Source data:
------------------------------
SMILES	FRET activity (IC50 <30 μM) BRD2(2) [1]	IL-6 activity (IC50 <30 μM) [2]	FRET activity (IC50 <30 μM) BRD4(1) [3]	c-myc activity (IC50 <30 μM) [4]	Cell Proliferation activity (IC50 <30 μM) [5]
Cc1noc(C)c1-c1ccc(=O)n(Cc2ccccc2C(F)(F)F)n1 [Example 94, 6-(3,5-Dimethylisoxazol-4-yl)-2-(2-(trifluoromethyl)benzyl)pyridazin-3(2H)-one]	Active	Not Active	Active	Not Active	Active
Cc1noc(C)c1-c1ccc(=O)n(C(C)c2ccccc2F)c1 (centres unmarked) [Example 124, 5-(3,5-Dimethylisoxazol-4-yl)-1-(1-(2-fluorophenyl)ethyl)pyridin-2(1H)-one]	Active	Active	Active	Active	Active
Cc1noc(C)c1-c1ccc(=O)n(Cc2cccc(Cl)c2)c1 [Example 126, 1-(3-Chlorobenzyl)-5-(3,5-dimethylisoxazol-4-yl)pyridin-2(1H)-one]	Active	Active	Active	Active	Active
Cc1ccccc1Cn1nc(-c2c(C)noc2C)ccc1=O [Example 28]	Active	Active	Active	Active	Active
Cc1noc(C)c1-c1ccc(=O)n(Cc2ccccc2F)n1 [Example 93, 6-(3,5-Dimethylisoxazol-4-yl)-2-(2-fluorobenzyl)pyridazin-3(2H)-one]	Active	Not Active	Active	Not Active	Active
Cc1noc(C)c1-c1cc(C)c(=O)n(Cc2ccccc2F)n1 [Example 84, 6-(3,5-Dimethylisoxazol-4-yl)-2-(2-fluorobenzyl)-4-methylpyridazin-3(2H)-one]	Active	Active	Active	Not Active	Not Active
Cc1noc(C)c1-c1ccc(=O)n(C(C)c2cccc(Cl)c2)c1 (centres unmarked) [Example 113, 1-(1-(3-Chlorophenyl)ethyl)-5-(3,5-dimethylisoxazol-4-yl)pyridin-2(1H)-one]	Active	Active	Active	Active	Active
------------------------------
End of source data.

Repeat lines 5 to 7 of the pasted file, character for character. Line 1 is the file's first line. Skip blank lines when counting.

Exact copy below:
Cc1ccccc1Cn1nc(-c2c(C)noc2C)ccc1=O [Example 28]	Active	Active	Active	Active	Active
Cc1noc(C)c1-c1ccc(=O)n(Cc2ccccc2F)n1 [Example 93, 6-(3,5-Dimethylisoxazol-4-yl)-2-(2-fluorobenzyl)pyridazin-3(2H)-one]	Active	Not Active	Active	Not Active	Active
Cc1noc(C)c1-c1cc(C)c(=O)n(Cc2ccccc2F)n1 [Example 84, 6-(3,5-Dimethylisoxazol-4-yl)-2-(2-fluorobenzyl)-4-methylpyridazin-3(2H)-one]	Active	Active	Active	Not Active	Not Active